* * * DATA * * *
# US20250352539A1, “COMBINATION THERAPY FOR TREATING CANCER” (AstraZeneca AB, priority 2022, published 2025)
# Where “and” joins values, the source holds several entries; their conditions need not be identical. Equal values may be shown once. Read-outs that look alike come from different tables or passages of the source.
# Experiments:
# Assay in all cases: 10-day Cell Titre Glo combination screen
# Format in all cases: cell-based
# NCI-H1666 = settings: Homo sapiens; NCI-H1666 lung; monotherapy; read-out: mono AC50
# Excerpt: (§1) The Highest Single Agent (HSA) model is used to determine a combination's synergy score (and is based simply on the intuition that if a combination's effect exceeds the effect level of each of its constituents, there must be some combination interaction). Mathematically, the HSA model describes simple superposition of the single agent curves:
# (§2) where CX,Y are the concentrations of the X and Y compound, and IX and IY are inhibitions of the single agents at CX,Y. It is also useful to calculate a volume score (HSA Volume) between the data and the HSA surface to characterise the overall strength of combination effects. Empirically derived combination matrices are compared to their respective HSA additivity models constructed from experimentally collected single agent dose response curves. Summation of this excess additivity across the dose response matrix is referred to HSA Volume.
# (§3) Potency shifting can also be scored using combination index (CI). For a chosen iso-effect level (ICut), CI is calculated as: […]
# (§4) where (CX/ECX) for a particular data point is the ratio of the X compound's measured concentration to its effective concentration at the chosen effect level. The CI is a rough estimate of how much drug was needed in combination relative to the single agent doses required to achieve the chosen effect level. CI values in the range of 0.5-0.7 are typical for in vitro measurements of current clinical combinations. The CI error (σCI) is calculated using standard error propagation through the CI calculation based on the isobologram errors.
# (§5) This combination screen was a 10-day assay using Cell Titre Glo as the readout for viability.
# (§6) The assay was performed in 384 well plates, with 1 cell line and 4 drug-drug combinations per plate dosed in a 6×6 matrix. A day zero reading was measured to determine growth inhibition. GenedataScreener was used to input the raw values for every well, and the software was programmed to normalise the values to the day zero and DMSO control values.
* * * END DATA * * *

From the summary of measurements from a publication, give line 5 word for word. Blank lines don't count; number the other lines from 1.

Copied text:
# Format in all cases: cell-based